Learning to live free in a fear-inducing world
LEARNING TO LIVE FREE IN A FEAR-INDUCING WORLD
By Rod Campbell | MAMFT, LPC-S
As I sit down to write this article, the nation is still reeling from the school shooting in Parkland, Florida. The very first news story I saw this morning was about a terrorist attack in a foreign country. The second story was an interview with a survivor of the Florida shooting. At this moment, two political pundits are debating some issue (does it really matter which one?) with all the requisite eye rolling, name-calling, the sky is falling, ratings producing hysteria they can muster. And I haven’t even finished my morning coffee.
I literally get at least one call per week from parents with children who suffer from anxiety. Probably once a week or more, a client wants to talk about some fear-inducing current event. The constant bombardment of negative news about tragedies, accidents, and crises, both real and invented, can certainly take its toll. If we are not careful, we will find ourselves fearful that the boogeyman is hiding around every corner and that “something bad” could happen at any moment. That’s a hard and heavy burden to carry all day, every day, especially for those of us who feel responsible for the safety of our loved ones.
Here are a few specific things I encourage people to do in order to combat fear that stems from events out of our control:
1. Guard your heart and the hearts of your kids.
Once upon a time, in a land not so far away, the news was presented to us in the evening, complied into short clips, and we could go on to read a little more in the morning paper. But now with the 24-hour news cycle we live with, we are constantly bombarded with information, upsetting images, and differing opinions. Some of these stories are uplifting and hopeful, but many are not. Studies show that people react more quickly and more powerfully to bad news.1 With that information, I strongly encourage my clients to carefully discern their news sources and the amount of news they allow themselves to consume. It is often full of images and sound bites literally designed and edited to have the biggest negative impact possible. Continually shepherd your heart and the hearts of your family.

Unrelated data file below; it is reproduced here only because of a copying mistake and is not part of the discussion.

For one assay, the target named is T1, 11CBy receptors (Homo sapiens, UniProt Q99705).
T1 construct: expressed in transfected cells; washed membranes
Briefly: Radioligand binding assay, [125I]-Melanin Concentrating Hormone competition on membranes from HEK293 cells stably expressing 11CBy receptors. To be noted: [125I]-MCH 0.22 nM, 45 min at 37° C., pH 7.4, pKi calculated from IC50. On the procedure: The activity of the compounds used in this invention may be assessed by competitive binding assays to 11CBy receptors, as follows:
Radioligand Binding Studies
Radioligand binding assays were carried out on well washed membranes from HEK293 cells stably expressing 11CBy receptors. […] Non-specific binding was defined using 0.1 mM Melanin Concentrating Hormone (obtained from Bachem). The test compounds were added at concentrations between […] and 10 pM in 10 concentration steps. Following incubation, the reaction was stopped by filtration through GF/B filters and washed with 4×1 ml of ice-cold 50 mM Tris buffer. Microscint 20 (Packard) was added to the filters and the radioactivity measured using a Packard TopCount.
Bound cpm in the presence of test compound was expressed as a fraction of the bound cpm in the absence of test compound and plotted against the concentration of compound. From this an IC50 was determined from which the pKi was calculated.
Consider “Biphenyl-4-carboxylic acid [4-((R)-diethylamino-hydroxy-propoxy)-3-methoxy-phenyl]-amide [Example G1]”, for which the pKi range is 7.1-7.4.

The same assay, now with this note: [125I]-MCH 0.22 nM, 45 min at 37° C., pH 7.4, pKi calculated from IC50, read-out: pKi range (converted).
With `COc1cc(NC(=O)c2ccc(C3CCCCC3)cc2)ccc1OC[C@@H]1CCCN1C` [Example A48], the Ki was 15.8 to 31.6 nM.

2. Vet your sources.
Take the time to make sure you’re getting news as free from spin and ideology as possible. Whether your news source is the local paper, a printed news magazine, or a website, be sure to check their sources and be willing to do the work of making certain that what you’re reading is factually based and fairly presented.
3. Search out the good.
We read in Philippians 4:8 to focus on things which are true, honorable, just, pure, lovely, commendable, excellent, and worthy of praise. As you go through the day, intentionally choose to notice and share the good things you come across. Provide for yourself and share with others the reminders that really great things are happening around us all the time. In your town, someone is making life better for the underserved or disadvantaged. Someone is living out the gospel by sacrificing for others. Read these stories. Share these stories. Be a source of light in your part of the world.
4. Begin and end your day with a dose of good medicine.
It is as important now as it has ever been to fill our minds and hearts with the promises of God and with His Word. Beginning and ending your day focused on God’s provision for His people, His power over evil, and His sovereignty over all things will help inoculate us against the onslaught of negativity we are likely to face throughout the day. Listening to Christian music and podcasts, sermons, or other faith-based programming is a great way to keep your focus on things above, and not on things of this earth.
5. Be consistent.
Like antibiotics, we must complete the course of treatment in order to get the full effect. Because of the psychological effects of negativity, it might take days or a few weeks of doing all these things in order to fully detox. Studies indicate that long-term exposure to negative news can have a dramatic effect on our moods and can even cause symptoms similar to Post-Traumatic Stress Disorder!2,3 This type of stress engages the emotional centers of our brain, and the longer this persists, the more our brains become wired to seek and perpetuate this emotional cycle. When we start to change things, even for the better, our own neurochemistry can seem to fight against it, returning to the cycles we’ve established for so long.
So unplug from the negative, check your sources, seek out good news, fill your mind with God’s Word, and repeat this process faithfully. It won’t take long to notice that your fear and anxiety will start to subside. Living a life as free as possible from all the negative influences around us requires intentional living, but freedom is worth it!
Rod Campbell is a Licensed Professional Counselor with Pathways Professional Counseling, a sister ministry of Alabama Baptist Children's Homes and Family Ministries. He presently serves clients in the Oxford, Ashville, Pell City, and Birmingham offices.